A ‘stinginess’ with money infecting a ‘stinginess’ of spirit. No to a Yonge Street subway in 1912 because of its price tag, repeated some 80 years later when Mike Harris buried the hole already dug for an Eglinton Avenue subway. The costs too rich for our blood that would haunt and saddle future generations with a significantly higher amount of money needed to think big on matters of transit. A history of here and now closed-mindedness and fistedness.

Remember a few months back when Councillor David Shiner killed plans for the Fort York bridge because he thought it ‘too fancy’? A miserliness of thinking handed down from his mother, Esther Shiner, Spadiner Shiner, who led the charge to extend the Spadina Expressway from where it had been stopped in its tracks at Lawrence Avenue down to Eglinton Avenue. The so-called Davis Ditch which, among other proposals was one from Buckminster Fuller that feature a mixed use development atop the Spadina subway extension. Instead, we got Allen Road. Anyone who’s ever tried to negotiate that intersection on foot, bike or even a car knows the price we paid for that.

We have inherited a short-sightedness in terms of money that never seems capable of taking in the bigger picture. A deficit of boldness that always means passing the buck, both literally and figuratively. Sometimes, oftentimes, a penny saved is not a penny earned. It’s just responsibility deferred.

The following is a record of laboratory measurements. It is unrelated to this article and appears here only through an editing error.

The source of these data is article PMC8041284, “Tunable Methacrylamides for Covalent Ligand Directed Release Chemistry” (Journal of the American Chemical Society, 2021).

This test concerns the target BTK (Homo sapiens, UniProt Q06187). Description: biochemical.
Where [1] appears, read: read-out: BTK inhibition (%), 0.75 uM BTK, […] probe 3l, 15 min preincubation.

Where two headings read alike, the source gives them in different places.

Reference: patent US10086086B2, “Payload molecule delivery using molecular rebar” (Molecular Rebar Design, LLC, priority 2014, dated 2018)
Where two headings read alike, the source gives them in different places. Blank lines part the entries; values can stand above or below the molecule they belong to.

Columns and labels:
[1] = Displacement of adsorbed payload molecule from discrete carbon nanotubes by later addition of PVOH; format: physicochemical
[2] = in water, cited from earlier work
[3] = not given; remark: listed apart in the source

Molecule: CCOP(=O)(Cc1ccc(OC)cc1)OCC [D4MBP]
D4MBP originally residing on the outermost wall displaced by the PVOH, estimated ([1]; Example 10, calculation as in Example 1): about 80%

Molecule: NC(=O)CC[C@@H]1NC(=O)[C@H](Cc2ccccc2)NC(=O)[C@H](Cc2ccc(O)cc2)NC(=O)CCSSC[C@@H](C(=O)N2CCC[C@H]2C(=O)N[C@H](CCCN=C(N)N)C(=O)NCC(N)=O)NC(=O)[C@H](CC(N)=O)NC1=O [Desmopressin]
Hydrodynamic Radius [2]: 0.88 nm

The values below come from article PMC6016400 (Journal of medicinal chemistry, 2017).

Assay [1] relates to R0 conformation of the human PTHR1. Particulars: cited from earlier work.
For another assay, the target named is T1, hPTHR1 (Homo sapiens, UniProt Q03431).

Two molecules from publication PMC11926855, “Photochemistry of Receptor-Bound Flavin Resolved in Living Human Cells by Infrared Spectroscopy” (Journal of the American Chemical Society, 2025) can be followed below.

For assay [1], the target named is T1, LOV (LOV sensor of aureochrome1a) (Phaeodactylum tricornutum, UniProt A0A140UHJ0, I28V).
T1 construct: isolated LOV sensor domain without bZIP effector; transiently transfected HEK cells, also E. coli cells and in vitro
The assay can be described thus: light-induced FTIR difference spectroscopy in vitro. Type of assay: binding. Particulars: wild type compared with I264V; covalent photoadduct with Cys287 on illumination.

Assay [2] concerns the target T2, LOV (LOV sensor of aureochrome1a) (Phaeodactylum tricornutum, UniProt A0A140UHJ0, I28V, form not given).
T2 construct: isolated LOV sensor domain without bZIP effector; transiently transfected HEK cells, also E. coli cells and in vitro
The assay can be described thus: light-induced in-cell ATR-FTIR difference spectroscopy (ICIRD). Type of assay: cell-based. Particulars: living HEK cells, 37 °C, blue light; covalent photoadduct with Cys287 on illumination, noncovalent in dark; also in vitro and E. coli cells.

To be bold means more than strictly adhering to the bottom line. Down the road, money you think you’ve saved just accrues, collecting interest that will have to be paid by someone else. Not doing something because it seems unaffordable now may seem noble and conscientious and shows Respect For The Taxpayer but in many cases, when it comes to building a sustainable, liveable, just city, is nothing more than a refusal to govern. It isn’t even caretaking. It’s obstructionism. Politicians priding themselves in that would do us all a favour and step out of the way. As I witnessed yesterday, there’s plenty of people ready to offer up solutions and ideas to get Toronto back on the right track.